Help! My marmalade won’t set!

  • You must bring the marmalade to a rapid rolling boil, or at temperature of 105 degrees C if you have a candy thermometer. Otherwise, observe the boil, the marmalade should thicken around the sides of the pan and should boil sluggishly with bubbles popping rather than frothing.
  • There might not be enough pectin in your marmalade. To solve this problem, add the juice of one lemon and boil. Make the test set as described above.

Why is my marmalade so bitter?

Marmalade is a bitter-sweet preserve but kalamansi seeds can make your marmalade overly bitter. Make sure you remove all seeds before you slice the peels and don’t let any seeds get into the marmalade. Keep the seeds in the cloth bag and discard after use.

Try thin cut marmalade instead of thick cut marmalade. Thick cut peels creates a tangy bitter flavour while thin cut has softer flavour.

Learn more about the marvelous marmalade through these resources:

If you want to get to know the kalamansi better, I recommend this very good resource:

Mulching

Coconut trees finally got cleaned today – after nearly 3 years. It took such a long time because the guy who does it is as slippery as a rat out of a snake’s mouth. “Cleaning” coconut trees means clearing the tree of dead materials, trimming the leaves and cutting down coconut fruits that may pose a hazard over roofs, garden beds and pathways, and of course, cutting down mature coconuts (for copra or cooking) as well as a few young green ones.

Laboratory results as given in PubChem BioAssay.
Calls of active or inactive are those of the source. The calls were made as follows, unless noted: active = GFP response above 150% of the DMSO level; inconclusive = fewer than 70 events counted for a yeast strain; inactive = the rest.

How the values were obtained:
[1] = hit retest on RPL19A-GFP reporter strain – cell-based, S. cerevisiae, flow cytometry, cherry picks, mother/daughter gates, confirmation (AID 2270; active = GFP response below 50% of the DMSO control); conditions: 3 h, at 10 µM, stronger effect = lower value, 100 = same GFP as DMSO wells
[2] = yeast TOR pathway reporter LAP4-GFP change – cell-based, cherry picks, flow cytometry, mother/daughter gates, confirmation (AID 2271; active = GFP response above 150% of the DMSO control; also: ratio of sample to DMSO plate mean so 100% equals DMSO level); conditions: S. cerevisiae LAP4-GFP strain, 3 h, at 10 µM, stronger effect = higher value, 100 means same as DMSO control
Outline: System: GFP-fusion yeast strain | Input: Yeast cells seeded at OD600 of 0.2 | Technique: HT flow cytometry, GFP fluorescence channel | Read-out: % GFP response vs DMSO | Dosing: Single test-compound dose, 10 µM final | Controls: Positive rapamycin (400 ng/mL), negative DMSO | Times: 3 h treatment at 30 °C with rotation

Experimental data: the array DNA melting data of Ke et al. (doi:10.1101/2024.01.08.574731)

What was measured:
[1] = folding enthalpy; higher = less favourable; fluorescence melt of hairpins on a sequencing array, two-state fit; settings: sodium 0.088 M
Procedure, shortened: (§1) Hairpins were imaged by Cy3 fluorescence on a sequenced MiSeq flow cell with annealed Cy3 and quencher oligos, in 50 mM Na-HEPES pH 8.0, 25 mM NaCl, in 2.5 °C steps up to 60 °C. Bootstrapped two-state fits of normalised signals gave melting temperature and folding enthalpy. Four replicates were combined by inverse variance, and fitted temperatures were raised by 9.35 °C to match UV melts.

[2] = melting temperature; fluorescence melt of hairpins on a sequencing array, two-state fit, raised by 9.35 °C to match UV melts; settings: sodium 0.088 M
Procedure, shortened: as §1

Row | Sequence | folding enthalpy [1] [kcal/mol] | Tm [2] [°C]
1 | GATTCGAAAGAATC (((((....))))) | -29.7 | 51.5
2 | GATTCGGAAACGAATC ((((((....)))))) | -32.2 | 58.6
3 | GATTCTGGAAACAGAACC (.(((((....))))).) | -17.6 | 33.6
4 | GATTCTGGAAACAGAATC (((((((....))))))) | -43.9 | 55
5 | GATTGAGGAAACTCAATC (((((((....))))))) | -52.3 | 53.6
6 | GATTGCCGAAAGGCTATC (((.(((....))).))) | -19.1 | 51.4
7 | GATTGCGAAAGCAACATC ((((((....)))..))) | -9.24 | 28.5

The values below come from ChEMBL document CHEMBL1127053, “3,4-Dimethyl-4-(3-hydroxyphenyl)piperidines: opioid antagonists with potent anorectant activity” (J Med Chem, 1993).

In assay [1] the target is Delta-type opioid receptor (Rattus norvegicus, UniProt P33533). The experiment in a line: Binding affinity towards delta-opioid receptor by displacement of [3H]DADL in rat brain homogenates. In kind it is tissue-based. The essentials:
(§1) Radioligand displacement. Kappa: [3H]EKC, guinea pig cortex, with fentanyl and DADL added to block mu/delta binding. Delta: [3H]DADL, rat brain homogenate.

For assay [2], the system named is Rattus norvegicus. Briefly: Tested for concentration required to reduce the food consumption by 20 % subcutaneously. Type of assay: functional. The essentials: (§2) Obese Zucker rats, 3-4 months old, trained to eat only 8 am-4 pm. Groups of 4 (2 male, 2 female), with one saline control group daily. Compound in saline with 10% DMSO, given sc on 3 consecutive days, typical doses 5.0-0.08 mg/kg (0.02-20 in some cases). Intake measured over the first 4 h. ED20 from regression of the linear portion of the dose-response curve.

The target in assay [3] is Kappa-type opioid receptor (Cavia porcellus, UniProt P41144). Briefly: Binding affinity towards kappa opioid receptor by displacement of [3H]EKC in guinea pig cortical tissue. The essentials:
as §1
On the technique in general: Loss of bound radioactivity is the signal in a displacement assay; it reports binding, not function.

We use coconut leaves – green or dry –  as compost, feed for the pigs and for mulching. We specially need mulch for the west garden. Several days earlier, I’ve started work by sowing mung beans and adding a thin layer of dry coconut leaves on the soil, plus spraying with a dilution of lactic acid bacteria to facilitate decomposition. Then we got help from Bebe and Atoy to further mulch the area.

Instead of digging and ploughing through the soil, we rely on mulching. Apart from spraying lactic acid bacteria, I am currently preparing a variety of indigenous microorganisms with large mycelium growth. This will be placed onto the soil, under the mulch, to inoculate the soil and increase microbial diversity, hoping to improve soil texture and enrich the soil at the same time.

I don’t expect to grow anything soon in several areas where mulch has been added specially over where the boar pen used to be. The manure in that area has not yet completely decomposed. However, some of the mung beans I tossed around several days ago seem to be doing fine.

There has been an unusually high amount of rainfall this year and I think we’re nearing the end of the rainy period. This would be a great time to mulch since there will be enough moisture and humidity to decompose the mulch, and the soil cover will be much needed as the dry season approaches.

To learn more about mulching, here are some helpful resources.

How We Discovered the Rain Garden